Now that Socrates has identified societal justice, he turns to look for individual justice. Justice in the individual, as in the city, involves the correct power relationship among parts, with each part occupying its appropriate role. In the individual, the “parts” are not classes of society; instead, they are aspects of the soul—or sources of desire.
In order to make the case that individual justice parallels political justice, Socrates must claim that there are precisely three parts of the soul. By cataloging the various human desires, he identifies a rational part of the soul that lusts after truth, a spirited part of the soul that lusts after honor, and an appetitive part of the soul that lusts after everything else, including food, drink, sex, and especially money. These three parts of the soul correspond to the three classes in the just city. The appetite, or money-loving part, is the aspect of the soul most prominent among the producing class; the spirit or honor-loving part is most prominent among the auxiliaries; and reason, or the knowledge-loving part, is dominant in the guardians.
Just relations between the three parts of the soul mirror just relations among the classes of society. In a just person the rational part of the soul rules the other parts, with the spirited part acting as helper to keep the appetitive in line. Compare this to the city where the truth-loving guardians rule, with the honor-loving auxiliaries acting as their helpers to keep the money-loving producers in line. What it means for one part of the soul to “rule” the others is for the entire soul to pursue the desires of that part. In a soul ruled by spirit, for instance, the entire soul aims at achieving honor. In a soul ruled by appetite, the entire soul aims at fulfilling these appetites, whether these be for food, drink, sex, fine material goods, or hordes of wealth. In a just soul, the soul is geared entirely toward fulfilling whatever knowledge-loving desires reason produces.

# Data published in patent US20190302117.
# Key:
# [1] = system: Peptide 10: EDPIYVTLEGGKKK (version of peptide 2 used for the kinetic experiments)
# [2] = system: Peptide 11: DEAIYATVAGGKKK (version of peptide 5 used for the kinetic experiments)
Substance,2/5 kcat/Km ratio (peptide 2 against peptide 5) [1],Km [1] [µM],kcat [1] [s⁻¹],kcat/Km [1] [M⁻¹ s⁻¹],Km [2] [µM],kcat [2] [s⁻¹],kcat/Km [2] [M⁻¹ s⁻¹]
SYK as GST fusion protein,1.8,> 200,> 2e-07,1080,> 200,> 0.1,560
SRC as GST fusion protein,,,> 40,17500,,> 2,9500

Socrates has now completely fulfilled his first goal: he has identified justice on both the political and individual levels. Yet in giving an account of justice, he has deviated from our intuitive notions of what this virtue is. We tend to think of justice as a set of actions, yet Socrates claims that justice is really a result of the structure of the soul. After identifying individual justice, he demonstrates that a person who’s soul is in the right arrangement will behave according to the intuitive norms of justice. He needs to show that the notion of justice we have just arrived at is not counter to our intuitions—that this notion accounts for our intuitions and explains them. Socrates points out that since our just person is ruled by a love of truth, he will not be in the grips of lust, greed, or desire for honor. Because of this, Socrates claims, we can rest assured that he will never steal, betray friends or his city, commit adultery, disrespect his parents, violate an oath or agreement, neglect the gods, or commit any other acts commonly considered unjust. His strong love of truth weakens urges that might lead to vice.